Social phobia — If you become overwhelmingly anxious and self-conscious in social situations, you may have social phobia. Persons with this disorder may be bothered by certain types of social situations or by any contact with people.  When they are in the frightening situation, they may experience rapid heartbeat, shortness of breath, nausea and dizziness similar to a panic attack. They feel that everyone around is looking at them and judging them negatively. When forced to attend a social event that they usually avoid, they may dread it for weeks and begin feeling panic long before reaching the actual situation.

Generalized anxiety disorder — GAD rarely occurs alone; instead it is usually comorbid with another anxiety disorder, a mood disorder, or substance abuse. It is diagnosed when an individual spends most of the day worrying about everyday concerns. They can’t relax, startle easily, and have difficulty concentrating. Sleep disturbances and physical problems are also common symptoms.


September 16, 2008 at 6:26 pm Leave a comment

Music Therapy II

In a previous post (July 21), I wrote about my interest in self-prescribed music therapy, specifically entrainment CD’s. Entrainment is just a fancy way to say that the CD presents a sequence of music designed to train the emotions. The ones I have been making bring me gradually from depression to happiness. I think my latest one, #3, is the best so far.

1. Crush — Dave Matthews Band

A romantic song that is associated with a depressed time of my life.

2. Losing My Religion — R.E.M.

This song isn’t about religion, as you might think, but about frustration and depression. According to lead singer Michael Stipe, “losing my religion” is Southern slang for “fed up” or “at the end of my rope.”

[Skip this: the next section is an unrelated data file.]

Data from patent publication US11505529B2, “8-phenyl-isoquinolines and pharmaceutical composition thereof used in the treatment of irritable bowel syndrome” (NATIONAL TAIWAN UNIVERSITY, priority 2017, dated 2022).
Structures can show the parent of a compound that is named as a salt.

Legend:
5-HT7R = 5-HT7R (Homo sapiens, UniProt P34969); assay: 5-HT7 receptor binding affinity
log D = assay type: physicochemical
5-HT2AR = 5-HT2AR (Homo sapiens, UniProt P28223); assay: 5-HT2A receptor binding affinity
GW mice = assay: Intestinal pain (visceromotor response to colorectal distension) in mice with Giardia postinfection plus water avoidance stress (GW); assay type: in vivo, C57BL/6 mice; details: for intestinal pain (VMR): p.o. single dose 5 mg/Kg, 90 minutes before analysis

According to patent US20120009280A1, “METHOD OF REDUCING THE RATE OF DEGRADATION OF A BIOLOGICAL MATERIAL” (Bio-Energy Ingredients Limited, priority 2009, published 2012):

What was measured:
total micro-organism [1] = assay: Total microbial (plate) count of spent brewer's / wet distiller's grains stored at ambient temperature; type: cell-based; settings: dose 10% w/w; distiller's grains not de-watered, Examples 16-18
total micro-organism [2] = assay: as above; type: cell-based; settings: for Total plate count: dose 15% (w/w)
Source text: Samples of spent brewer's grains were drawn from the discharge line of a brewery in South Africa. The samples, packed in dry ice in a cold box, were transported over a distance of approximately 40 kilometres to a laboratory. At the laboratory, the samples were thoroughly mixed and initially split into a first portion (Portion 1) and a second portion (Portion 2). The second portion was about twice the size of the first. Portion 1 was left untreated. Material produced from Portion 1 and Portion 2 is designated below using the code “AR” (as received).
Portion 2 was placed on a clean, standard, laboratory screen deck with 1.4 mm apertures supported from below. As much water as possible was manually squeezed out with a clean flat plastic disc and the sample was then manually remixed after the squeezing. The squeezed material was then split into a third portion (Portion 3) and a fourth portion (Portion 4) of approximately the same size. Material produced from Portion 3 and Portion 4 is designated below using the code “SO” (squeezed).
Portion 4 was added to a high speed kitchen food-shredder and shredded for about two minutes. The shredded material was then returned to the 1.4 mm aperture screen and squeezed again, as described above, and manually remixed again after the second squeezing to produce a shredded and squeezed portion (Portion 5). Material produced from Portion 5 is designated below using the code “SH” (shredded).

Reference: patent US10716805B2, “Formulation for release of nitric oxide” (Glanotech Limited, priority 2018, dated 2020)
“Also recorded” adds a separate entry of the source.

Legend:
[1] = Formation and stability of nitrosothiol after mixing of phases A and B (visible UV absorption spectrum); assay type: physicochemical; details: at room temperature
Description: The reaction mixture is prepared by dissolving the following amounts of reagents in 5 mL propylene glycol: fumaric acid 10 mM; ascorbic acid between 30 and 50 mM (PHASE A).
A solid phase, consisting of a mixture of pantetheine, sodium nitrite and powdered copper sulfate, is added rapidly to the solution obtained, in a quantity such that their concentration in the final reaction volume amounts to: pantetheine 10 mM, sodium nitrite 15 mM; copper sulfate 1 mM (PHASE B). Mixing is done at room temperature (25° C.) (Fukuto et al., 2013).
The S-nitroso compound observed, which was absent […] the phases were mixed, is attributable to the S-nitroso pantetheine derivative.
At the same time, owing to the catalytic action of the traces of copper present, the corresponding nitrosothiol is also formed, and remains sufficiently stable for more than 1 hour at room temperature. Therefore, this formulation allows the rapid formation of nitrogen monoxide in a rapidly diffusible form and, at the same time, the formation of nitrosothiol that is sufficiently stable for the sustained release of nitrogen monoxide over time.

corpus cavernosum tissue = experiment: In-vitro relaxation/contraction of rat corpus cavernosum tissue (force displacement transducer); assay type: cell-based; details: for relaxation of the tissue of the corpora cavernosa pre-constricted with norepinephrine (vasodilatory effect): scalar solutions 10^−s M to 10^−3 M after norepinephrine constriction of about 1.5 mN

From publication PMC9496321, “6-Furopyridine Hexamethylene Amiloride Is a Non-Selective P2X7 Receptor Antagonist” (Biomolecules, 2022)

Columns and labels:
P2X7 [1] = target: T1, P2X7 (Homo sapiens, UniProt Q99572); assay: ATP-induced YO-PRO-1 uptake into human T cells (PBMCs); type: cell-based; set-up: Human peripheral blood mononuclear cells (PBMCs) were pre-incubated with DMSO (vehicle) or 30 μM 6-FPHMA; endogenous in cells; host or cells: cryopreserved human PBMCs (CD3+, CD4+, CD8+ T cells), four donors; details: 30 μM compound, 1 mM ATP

3. Ordinary World — Duran Duran

Popular during a drastic change in my life, in which I was desparately seeking that “ordinary world.”

4. My Immortal — Evanescence

Almost any song by emo band Evanescence would do, but this is one of the most depressing songs I’ve ever heard. It is, therefore, the peak of the “depressed” portion of the CD.

5. One Headlight — Wallflowers

Although “One Headlight” talks about a suicide, it is one step up from #4. Believe me.

6. I Let the Music Speak — ABBA

Rich in a variety of emotions, the words and music in this somewhat dark song are a nice transition.

7. Eyes Without a Face — Billy Idol  &  8. Baker Street — Gerry Rafferty

Both are melancholy, but the sadness is not depression because there is still hope.

9. Turn! Turn! Turn! — the Byrds

Self-explanatory I think! If you are not familiar with the song, here are some of the words (adapted from the Bible book of Ecclesiastes):

To everything (turn, turn, turn)
There is a season (turn, turn, turn)
And a time for every purpose, under heaven

A time to be born, a time to die
A time to plant, a time to reap
A time to kill, a time to heal
A time to laugh, a time to weep

10. I Made It Through the Rain — Barry Manilow

We’re now in positive territory, but this is not just a happy-go-lucky fun song. It’s a tribute to victory over grief, depression, pain, and struggles of all types.

11. Waterloo — ABBA, 12. When Smokey Sings — ABC, 13. Walk of Life — Dire Straits, 14. You Get What You Give — New Radicals.

These are the fun songs! Listening to them always makes me smile, but they work much better when preceded by the rest of the CD. The first few songs acknowledge my feelings and maybe even help me express them (sometimes I cry). Gradually I’m led into hope and empowerment, and the final four are the icing on the cake!

I highly recommend this technique to anyone who has a mood disorder.

September 15, 2008 at 4:19 pm 3 comments